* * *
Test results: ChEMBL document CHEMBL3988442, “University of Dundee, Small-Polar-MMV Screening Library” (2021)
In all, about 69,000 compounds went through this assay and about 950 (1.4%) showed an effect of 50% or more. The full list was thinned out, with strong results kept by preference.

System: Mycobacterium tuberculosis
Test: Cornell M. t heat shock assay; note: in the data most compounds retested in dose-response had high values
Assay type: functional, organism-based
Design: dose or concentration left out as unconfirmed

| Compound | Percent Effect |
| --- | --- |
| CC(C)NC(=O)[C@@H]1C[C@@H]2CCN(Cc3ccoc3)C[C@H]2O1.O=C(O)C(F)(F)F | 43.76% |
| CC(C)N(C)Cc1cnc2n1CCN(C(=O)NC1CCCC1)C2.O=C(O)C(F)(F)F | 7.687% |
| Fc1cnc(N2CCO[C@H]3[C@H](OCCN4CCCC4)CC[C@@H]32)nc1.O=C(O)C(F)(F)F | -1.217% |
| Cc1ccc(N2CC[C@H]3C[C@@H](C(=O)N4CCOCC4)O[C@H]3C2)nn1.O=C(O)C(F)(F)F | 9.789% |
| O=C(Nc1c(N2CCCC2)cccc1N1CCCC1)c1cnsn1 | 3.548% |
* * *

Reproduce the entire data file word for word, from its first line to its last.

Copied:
Test results: ChEMBL document CHEMBL3988442, “University of Dundee, Small-Polar-MMV Screening Library” (2021)
In all, about 69,000 compounds went through this assay and about 950 (1.4%) showed an effect of 50% or more. The full list was thinned out, with strong results kept by preference.

System: Mycobacterium tuberculosis
Test: Cornell M. t heat shock assay; note: in the data most compounds retested in dose-response had high values
Assay type: functional, organism-based
Design: dose or concentration left out as unconfirmed

| Compound | Percent Effect |
| --- | --- |
| CC(C)NC(=O)[C@@H]1C[C@@H]2CCN(Cc3ccoc3)C[C@H]2O1.O=C(O)C(F)(F)F | 43.76% |
| CC(C)N(C)Cc1cnc2n1CCN(C(=O)NC1CCCC1)C2.O=C(O)C(F)(F)F | 7.687% |
| Fc1cnc(N2CCO[C@H]3[C@H](OCCN4CCCC4)CC[C@@H]32)nc1.O=C(O)C(F)(F)F | -1.217% |
| Cc1ccc(N2CC[C@H]3C[C@@H](C(=O)N4CCOCC4)O[C@H]3C2)nn1.O=C(O)C(F)(F)F | 9.789% |
| O=C(Nc1c(N2CCCC2)cccc1N1CCCC1)c1cnsn1 | 3.548% |